Tuesday, Sept. 16, 2008, 12 noon, ECSS 2.415
"From III-V MOSFETs to Neuro-Inspired Computing: Innovation in Electronic Materials
Moore’s law has provided smaller, faster and cheaper logic and memory for over 30 years. This has been driven by the ability to continue scaling the device dimensions of the complementary-metal-oxide-semiconductor (CMOS) field-effect-transistor (FET). Although considerable challenges were overcome to realize this rate of scaling, until recently very little has changed in the materials and design of the basic MOSFET. New materials (e.g., high-k gate dielectrics and III-V substrates) will likely permit continued MOSFET scaling for the near future. Although numerous non-charge-based binary device concepts (e.g., pseudo-spin devices based on graphene) are being considered to replace charge-based MOSFETs, both practical and fundamental challenges will likely prevent this. With innovation associated with conventional Moore’s Law likely to slow, fundamentally new paradigms are required. This talk will review two of my group’s current research thrusts in electronic materials and devices:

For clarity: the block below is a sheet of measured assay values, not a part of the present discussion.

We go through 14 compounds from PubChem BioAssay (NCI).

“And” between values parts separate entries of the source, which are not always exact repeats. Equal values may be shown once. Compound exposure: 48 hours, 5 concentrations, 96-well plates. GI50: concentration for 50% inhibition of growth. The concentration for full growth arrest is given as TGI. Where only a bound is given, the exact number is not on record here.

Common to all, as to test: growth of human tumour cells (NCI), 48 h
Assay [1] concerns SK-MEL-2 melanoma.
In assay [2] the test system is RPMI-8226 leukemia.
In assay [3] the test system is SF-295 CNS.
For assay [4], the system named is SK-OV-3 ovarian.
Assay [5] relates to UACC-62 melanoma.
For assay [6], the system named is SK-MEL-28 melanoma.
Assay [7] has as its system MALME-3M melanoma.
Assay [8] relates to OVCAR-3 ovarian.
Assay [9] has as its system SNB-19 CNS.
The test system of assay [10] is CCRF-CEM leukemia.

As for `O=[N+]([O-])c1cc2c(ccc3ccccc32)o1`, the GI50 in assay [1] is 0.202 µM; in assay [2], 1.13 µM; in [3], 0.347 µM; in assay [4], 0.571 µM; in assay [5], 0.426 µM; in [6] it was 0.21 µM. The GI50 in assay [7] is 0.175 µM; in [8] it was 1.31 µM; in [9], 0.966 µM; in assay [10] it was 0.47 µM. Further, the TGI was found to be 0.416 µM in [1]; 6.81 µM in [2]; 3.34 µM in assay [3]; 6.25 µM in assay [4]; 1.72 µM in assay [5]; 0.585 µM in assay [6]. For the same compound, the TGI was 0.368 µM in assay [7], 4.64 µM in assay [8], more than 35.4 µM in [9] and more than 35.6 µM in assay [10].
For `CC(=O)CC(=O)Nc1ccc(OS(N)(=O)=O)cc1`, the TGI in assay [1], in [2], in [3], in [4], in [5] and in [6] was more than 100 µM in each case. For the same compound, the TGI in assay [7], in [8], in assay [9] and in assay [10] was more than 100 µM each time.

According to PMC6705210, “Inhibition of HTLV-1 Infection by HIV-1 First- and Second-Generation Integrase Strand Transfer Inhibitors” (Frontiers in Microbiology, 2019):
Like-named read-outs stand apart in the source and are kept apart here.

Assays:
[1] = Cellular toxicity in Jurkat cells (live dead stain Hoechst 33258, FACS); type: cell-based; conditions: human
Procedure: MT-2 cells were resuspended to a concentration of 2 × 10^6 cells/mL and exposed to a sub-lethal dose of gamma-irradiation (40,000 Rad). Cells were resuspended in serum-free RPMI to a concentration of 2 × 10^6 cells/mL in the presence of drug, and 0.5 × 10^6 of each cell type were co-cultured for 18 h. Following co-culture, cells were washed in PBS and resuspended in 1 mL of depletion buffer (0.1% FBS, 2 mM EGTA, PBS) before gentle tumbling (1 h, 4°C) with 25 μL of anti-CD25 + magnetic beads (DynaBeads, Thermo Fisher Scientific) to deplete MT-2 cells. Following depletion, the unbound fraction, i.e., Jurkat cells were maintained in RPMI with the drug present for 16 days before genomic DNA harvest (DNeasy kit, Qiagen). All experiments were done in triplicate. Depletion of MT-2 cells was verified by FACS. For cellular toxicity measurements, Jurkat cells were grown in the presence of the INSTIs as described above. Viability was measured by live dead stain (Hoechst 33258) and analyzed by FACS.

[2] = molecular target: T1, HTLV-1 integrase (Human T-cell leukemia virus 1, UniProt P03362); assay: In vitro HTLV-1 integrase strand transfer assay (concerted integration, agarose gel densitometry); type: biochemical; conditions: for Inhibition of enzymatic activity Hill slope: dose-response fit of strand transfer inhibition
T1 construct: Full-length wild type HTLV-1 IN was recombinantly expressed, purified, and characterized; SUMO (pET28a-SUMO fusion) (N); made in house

1) The development of a fundamental understanding of the relationship between chemical bonding and structure of the III-V/high-k interface to MOS electrical properties.
2) The development of materials and devices for a nanoscale CMOS-compatible silicon neuron that replicates biological neuron function as a possible foundation for future intelligent machines.